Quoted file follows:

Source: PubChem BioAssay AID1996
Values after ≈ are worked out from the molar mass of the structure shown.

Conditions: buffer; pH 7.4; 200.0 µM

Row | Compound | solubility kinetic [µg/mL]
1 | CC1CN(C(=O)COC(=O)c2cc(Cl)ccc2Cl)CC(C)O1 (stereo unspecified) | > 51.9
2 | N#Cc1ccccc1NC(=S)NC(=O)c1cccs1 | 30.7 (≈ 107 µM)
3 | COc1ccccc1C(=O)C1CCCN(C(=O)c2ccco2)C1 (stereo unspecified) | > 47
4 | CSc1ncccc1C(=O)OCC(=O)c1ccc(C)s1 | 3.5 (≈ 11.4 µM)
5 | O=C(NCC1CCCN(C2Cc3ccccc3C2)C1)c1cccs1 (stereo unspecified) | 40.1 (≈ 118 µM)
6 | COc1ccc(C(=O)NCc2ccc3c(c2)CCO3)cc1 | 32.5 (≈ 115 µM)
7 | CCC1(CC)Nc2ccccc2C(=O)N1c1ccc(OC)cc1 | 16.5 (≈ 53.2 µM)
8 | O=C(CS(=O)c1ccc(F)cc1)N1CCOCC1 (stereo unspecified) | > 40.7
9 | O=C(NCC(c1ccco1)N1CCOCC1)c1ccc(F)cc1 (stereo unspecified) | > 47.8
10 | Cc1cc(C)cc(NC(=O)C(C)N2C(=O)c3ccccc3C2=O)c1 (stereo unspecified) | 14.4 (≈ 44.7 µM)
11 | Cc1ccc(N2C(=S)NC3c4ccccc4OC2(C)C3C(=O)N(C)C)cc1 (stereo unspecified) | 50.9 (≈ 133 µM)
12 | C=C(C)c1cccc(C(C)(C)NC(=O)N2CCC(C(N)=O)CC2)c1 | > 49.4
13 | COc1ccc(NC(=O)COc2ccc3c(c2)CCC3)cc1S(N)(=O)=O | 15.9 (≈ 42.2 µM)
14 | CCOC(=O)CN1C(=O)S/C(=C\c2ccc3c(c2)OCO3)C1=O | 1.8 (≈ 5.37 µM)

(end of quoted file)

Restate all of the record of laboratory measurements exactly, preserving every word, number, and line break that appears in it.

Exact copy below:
Source: PubChem BioAssay AID1996
Values after ≈ are worked out from the molar mass of the structure shown.

Conditions: buffer; pH 7.4; 200.0 µM

Row | Compound | solubility kinetic [µg/mL]
1 | CC1CN(C(=O)COC(=O)c2cc(Cl)ccc2Cl)CC(C)O1 (stereo unspecified) | > 51.9
2 | N#Cc1ccccc1NC(=S)NC(=O)c1cccs1 | 30.7 (≈ 107 µM)
3 | COc1ccccc1C(=O)C1CCCN(C(=O)c2ccco2)C1 (stereo unspecified) | > 47
4 | CSc1ncccc1C(=O)OCC(=O)c1ccc(C)s1 | 3.5 (≈ 11.4 µM)
5 | O=C(NCC1CCCN(C2Cc3ccccc3C2)C1)c1cccs1 (stereo unspecified) | 40.1 (≈ 118 µM)
6 | COc1ccc(C(=O)NCc2ccc3c(c2)CCO3)cc1 | 32.5 (≈ 115 µM)
7 | CCC1(CC)Nc2ccccc2C(=O)N1c1ccc(OC)cc1 | 16.5 (≈ 53.2 µM)
8 | O=C(CS(=O)c1ccc(F)cc1)N1CCOCC1 (stereo unspecified) | > 40.7
9 | O=C(NCC(c1ccco1)N1CCOCC1)c1ccc(F)cc1 (stereo unspecified) | > 47.8
10 | Cc1cc(C)cc(NC(=O)C(C)N2C(=O)c3ccccc3C2=O)c1 (stereo unspecified) | 14.4 (≈ 44.7 µM)
11 | Cc1ccc(N2C(=S)NC3c4ccccc4OC2(C)C3C(=O)N(C)C)cc1 (stereo unspecified) | 50.9 (≈ 133 µM)
12 | C=C(C)c1cccc(C(C)(C)NC(=O)N2CCC(C(N)=O)CC2)c1 | > 49.4
13 | COc1ccc(NC(=O)COc2ccc3c(c2)CCC3)cc1S(N)(=O)=O | 15.9 (≈ 42.2 µM)
14 | CCOC(=O)CN1C(=O)S/C(=C\c2ccc3c(c2)OCO3)C1=O | 1.8 (≈ 5.37 µM)